The New Newgate Calendar

Blogs about the history of crime, justice and punishment

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In 18657 Henry Mayhew wrote that that there were 8,600 prostitutes in London who were ‘known to the police’ (others suggested that in total there were 10 times this number of ‘unfortunates’). Mathew believed the higher figure was...
Actor Lytton Grey, on the right in this image, was married to one of my ancestors; and attended her 18-year-old sister’s illegal marriage (© Criminal Historian) Who would you rather be descended from – a worthy notable of a provincial...

Silent Witness

19 January 2018
Silent Witness is one of my favourite TV shows and I’m currently enjoying series 21, which is airing in the UK. Although I have to cover my eyes during the gruesome bits, I love the pathologists’ puzzle-solving detective work. Autopsies have...
From the London Gazetteer and New Daily Advertiser, Feb. 2, 1767. An Account of the CRUELTIES, exercised by JOHN WILLIAMSON on his wife, whereby she left her life, and for which he was lately executed in Moorfields. JOHN WILLIAMSON, Journeyman Shoemaker,...
Guest post by Shannon McSheffrey; posted 12 January 2018. In 1430, Henry Ciprian and Roger Bukke, two Augustinian canons, fled from their priory at Waltham, Essex, and sought sanctuary at the collegiate church of St. Martin le Grand in London. Their request...

Blog Update

12 January 2018
Thank you to everyone who has followed the blog over the past 5 years or so. Also thank you to those who have commented, provided additional information or corrected posted information.As you have probably noticed, the frequency of posts over the past...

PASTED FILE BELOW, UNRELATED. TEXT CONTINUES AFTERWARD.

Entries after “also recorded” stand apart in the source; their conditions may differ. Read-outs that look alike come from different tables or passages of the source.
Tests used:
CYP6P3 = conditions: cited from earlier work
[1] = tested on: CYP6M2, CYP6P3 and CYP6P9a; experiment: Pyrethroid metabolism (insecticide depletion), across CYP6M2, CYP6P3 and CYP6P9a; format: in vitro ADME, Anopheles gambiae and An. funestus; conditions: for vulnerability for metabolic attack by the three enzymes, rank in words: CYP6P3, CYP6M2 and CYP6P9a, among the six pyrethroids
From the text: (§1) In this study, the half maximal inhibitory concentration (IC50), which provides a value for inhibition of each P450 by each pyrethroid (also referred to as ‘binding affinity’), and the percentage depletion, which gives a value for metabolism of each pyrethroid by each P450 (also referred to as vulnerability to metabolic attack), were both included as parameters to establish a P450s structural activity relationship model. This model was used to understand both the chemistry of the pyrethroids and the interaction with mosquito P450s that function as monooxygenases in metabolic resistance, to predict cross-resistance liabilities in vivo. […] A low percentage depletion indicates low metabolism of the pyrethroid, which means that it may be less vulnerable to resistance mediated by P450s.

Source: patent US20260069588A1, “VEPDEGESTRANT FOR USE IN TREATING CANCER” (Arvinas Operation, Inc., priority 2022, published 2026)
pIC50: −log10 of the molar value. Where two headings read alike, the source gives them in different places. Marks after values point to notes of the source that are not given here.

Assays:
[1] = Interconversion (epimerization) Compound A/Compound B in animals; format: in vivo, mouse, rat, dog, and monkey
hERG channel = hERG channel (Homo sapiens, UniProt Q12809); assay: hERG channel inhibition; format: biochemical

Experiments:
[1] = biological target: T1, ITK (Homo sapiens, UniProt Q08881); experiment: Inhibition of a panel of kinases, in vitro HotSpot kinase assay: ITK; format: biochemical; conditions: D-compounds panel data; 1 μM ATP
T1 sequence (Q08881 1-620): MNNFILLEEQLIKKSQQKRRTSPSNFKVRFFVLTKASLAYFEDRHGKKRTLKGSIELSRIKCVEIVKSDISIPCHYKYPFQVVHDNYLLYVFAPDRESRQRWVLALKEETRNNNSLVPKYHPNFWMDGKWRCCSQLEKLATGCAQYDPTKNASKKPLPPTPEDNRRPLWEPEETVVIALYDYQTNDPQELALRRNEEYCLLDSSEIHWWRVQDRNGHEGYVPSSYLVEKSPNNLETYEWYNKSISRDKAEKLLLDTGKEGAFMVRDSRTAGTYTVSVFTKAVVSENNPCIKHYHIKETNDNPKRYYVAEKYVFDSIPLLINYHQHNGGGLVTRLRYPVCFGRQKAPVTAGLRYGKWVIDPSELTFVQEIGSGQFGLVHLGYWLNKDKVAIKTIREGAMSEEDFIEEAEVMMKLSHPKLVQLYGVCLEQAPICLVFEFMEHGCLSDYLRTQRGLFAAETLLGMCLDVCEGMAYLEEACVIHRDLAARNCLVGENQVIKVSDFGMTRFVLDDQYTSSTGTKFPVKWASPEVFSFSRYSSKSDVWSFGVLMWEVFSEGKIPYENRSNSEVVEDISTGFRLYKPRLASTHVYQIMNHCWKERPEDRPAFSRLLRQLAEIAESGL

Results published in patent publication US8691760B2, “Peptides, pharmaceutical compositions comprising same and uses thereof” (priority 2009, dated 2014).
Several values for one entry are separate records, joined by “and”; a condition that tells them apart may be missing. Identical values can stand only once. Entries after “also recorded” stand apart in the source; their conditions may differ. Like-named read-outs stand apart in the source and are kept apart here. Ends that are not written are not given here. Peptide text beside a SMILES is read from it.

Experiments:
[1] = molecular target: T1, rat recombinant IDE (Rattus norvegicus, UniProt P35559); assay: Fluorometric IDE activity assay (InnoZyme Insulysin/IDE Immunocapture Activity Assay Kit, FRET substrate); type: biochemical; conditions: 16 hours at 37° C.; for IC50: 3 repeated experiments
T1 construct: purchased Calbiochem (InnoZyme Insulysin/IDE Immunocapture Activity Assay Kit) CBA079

Alison Eatwell has an easy narrative style which she uses to good effect in this study of early nineteenth-century petitions for clemency, which were laid before the Home Secretary in the hope that a convict might gain a revocation or reduction...
To complement the ‘Criminal Lives, 1780-1925: Punishing Old Bailey Convicts’ exhibition at the London Metropolitan Archives, the AHRC Digital Panopticon team are contributing a free public events programme.  Event information and booking...
Sketches of the Chedworth shooting in the Illustrated Police News, 1 Jan 1925, via British Newspaper Archive (www.britishnewspaperarchive.co.uk). The victim was originally named as George Gardner, later corrected to William. The ‘Mrs Gardner’...
Join the Old Bailey Online team at the launch of the new exhibition Criminal Lives, 1780-1925: Punishing Old Bailey Convicts! The exhibition is a collaboration between the Digital Panopticon and the London Metropolitan Archives. The launch event...
We are delighted to publish this guest post by John Owen Havard, Assistant Professor of English at Binghamton University, whose forthcoming work includes a book on the origins of disaffected attitudes towards politics and a new project on thinking about...
Graphic content. Please consider this a trigger warning for descriptions of self-inflicted injuries, blood and hanging.If you follow me or ‘Race and the Death Penalty’ on Twitter you’ve probably noticed that I got very excited recently...
By Dr Kristyn Harman Senior Lecturer in History, University of Tasmania   Like many New Zealanders, I grew up hearing stories about the Australian penal colonies, particularly anecdotes of London pickpockets and similarly desperate, impoverished...

spring 2018 book lists.

25 October 2017
All books listed are required and can often be found for a lower cost through websites like Amazon. Required: Audra Wolfe, Competing with the Soviets: Science, Technology, and the State in Cold War America Dave Eggars, Zeitoun Required: Lisa...

Six Drinks Short

28 September 2017
Wake-up. Six drinks short, of sanity. Who will it be – Dr Jekyll or Mr Hyde – sleepwalking out of sobriety? Playful pisshead or demented dypso, how does she bear? See, for fuck’s sake, her devotion; her tender touch, caressing your...

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